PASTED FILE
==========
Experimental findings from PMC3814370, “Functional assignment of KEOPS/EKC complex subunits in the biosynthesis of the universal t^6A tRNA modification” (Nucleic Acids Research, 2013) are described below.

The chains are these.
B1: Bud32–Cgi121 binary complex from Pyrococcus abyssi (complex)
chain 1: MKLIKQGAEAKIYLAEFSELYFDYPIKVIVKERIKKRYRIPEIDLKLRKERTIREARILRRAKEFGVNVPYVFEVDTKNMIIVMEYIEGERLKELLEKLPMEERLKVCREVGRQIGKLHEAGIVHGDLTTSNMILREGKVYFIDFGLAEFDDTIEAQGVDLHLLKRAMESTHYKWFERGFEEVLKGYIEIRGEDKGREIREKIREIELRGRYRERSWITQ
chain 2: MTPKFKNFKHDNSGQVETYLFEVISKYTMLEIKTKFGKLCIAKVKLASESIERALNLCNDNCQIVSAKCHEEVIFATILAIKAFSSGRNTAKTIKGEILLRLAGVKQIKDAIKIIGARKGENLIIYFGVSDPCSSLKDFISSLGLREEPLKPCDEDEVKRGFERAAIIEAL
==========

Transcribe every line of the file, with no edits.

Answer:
Experimental findings from PMC3814370, “Functional assignment of KEOPS/EKC complex subunits in the biosynthesis of the universal t^6A tRNA modification” (Nucleic Acids Research, 2013) are described below.

The chains are these.
B1: Bud32–Cgi121 binary complex from Pyrococcus abyssi (complex)
chain 1: MKLIKQGAEAKIYLAEFSELYFDYPIKVIVKERIKKRYRIPEIDLKLRKERTIREARILRRAKEFGVNVPYVFEVDTKNMIIVMEYIEGERLKELLEKLPMEERLKVCREVGRQIGKLHEAGIVHGDLTTSNMILREGKVYFIDFGLAEFDDTIEAQGVDLHLLKRAMESTHYKWFERGFEEVLKGYIEIRGEDKGREIREKIREIELRGRYRERSWITQ
chain 2: MTPKFKNFKHDNSGQVETYLFEVISKYTMLEIKTKFGKLCIAKVKLASESIERALNLCNDNCQIVSAKCHEEVIFATILAIKAFSSGRNTAKTIKGEILLRLAGVKQIKDAIKIIGARKGENLIIYFGVSDPCSSLKDFISSLGLREEPLKPCDEDEVKRGFERAAIIEAL